I’m pretty sure I didn’t mention farming or cauliflowers Wink
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#14
(11-14-2017, 05:01 PM)Protheroe Wrote:
(11-14-2017, 04:33 PM)BoringBaggie Wrote: Strawman argument. Proth is saying that if employers, in this case farmers, aren't able to pay workers fairly without the workers being supported by the government then their business should not exist as it's an inefficient model.

Precisely. Dropping agricultural subsidies, whether gradually or immediately is another good reason for getting out of the EU.

Not sure if you agree with me but I would like if agricultural subsidies can be re purposed to act as a decentralised environmental protection scheme, similar to what Gove is proposing. Instead of subsidising the act of farming, offer subsidies on equipment such as all electric tractors, river turbines as well as offer grants on environmental protections such as habitats such as woodland and streams to reduce pollution, make them self sufficient and improve our landscape both in aesthetics and function like natural flood defences and preserving wildlife.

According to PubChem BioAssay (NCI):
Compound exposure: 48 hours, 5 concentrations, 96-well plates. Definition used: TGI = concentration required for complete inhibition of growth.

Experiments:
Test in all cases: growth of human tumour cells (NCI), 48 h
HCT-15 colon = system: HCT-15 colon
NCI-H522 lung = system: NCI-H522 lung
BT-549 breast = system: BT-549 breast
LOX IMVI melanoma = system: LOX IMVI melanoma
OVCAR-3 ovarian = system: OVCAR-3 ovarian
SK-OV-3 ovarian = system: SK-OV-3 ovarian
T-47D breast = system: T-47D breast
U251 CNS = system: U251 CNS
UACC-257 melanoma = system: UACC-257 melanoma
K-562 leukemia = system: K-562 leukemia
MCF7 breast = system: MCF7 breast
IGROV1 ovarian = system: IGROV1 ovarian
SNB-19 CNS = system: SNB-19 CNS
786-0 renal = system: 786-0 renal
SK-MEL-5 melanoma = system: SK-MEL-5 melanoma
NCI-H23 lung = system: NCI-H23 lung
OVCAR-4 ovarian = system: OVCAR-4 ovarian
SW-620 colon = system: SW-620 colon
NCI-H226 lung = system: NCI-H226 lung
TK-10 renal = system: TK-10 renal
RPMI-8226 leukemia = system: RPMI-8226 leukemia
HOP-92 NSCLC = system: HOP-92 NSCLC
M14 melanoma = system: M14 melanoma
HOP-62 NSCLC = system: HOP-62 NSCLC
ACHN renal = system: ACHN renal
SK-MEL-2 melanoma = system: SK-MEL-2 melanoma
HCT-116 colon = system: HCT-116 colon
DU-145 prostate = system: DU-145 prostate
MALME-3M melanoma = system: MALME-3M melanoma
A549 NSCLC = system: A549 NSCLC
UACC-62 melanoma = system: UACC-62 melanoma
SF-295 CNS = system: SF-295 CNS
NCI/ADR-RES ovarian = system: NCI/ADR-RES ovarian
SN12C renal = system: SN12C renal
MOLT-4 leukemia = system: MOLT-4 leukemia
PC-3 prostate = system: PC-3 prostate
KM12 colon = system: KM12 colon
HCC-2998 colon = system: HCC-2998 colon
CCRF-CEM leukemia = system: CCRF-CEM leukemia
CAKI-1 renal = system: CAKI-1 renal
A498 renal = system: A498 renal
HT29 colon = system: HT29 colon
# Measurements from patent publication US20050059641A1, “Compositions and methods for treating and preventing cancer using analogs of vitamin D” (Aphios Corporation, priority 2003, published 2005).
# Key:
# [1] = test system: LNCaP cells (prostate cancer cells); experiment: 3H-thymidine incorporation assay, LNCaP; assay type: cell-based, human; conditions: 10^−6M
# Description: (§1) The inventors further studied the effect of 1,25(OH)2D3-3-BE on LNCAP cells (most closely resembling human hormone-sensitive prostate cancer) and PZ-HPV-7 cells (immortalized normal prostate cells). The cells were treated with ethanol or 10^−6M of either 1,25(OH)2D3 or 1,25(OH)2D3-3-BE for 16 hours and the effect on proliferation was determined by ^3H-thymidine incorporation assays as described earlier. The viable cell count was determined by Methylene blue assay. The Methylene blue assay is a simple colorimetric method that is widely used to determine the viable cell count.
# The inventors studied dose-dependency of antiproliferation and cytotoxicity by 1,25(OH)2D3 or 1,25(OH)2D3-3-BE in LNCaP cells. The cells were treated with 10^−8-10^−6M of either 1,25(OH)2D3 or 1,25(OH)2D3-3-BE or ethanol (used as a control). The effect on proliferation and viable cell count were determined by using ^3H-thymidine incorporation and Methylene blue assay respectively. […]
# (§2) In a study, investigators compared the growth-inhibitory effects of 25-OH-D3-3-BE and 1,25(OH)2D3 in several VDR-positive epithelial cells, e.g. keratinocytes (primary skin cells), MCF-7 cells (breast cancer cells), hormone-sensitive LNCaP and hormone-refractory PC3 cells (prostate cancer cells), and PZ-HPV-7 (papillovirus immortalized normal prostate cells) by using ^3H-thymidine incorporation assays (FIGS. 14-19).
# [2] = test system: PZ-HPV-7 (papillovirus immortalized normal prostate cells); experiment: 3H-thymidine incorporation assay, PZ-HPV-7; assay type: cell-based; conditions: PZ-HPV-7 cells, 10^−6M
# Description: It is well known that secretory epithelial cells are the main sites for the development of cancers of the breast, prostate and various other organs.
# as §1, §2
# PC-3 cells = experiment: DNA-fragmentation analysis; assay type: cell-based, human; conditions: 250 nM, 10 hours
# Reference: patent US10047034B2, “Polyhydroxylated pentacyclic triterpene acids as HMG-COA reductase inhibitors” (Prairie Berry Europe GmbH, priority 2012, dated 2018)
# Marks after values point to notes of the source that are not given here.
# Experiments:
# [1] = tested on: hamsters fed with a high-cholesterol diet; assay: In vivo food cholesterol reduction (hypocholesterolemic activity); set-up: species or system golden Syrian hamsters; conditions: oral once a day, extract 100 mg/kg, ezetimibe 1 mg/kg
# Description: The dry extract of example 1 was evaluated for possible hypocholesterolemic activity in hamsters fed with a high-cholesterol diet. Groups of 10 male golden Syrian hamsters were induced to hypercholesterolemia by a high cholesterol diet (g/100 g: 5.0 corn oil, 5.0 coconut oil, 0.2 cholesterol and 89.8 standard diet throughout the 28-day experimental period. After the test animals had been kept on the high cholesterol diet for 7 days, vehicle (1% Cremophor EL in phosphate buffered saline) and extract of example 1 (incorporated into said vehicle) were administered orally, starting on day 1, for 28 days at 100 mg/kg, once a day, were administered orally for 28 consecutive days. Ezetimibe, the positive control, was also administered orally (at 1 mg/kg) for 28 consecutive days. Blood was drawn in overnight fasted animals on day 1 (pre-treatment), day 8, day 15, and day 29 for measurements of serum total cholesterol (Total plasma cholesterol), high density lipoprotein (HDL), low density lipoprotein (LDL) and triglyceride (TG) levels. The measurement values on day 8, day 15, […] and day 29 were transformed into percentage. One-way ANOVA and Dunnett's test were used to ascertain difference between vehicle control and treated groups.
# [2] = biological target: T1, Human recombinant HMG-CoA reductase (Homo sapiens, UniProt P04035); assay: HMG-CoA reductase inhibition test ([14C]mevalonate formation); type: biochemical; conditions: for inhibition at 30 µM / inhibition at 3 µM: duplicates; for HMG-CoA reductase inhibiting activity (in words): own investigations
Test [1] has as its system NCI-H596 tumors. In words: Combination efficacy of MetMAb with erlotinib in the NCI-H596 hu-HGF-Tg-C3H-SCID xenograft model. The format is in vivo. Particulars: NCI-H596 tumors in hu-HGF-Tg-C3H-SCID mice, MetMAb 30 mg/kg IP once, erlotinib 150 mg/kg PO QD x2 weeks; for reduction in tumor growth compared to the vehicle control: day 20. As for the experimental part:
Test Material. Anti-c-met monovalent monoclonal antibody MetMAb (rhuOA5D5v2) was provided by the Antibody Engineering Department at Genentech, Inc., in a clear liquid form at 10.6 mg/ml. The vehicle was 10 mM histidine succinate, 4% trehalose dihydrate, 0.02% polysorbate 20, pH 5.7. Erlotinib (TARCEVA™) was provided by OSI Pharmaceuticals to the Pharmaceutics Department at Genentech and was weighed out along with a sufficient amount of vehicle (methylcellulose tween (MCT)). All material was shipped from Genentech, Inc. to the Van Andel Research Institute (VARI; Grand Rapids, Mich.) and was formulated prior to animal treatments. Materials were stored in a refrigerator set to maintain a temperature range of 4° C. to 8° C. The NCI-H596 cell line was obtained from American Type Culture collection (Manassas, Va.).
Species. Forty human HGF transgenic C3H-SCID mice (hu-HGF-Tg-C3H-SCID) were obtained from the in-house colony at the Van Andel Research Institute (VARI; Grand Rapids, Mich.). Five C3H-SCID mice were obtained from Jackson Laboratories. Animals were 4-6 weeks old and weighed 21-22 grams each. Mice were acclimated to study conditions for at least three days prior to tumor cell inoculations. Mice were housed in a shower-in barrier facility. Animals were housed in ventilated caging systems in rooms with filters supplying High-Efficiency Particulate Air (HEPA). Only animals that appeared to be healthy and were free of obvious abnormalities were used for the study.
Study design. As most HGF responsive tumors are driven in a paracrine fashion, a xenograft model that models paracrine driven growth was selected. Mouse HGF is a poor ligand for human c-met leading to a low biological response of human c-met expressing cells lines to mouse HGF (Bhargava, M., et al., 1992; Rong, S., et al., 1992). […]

Derek, the point with farming is an example of an industry that is struggling to replace workers due to it not being worthwhile. Welfare isn't just applicable to farmers, nor are subsidies. If recruiters in Bognor Regis or wherever the documentary is filmed are struggling, instead of blaming workers which they are increase the incentive so demand increases to supplement supply. If recruitment agencies are advertising a warehouse job with long hours on minimum wage requiring manual labour but there is a position opening on the tills in town at the same wage which will you take? Young people move where the worthwhile opportunities are, we all support a club that is on the doorstep of a city with loads of opportunities and has a high amount of young people moving to it, they're not staying in seaside towns as it's pointless.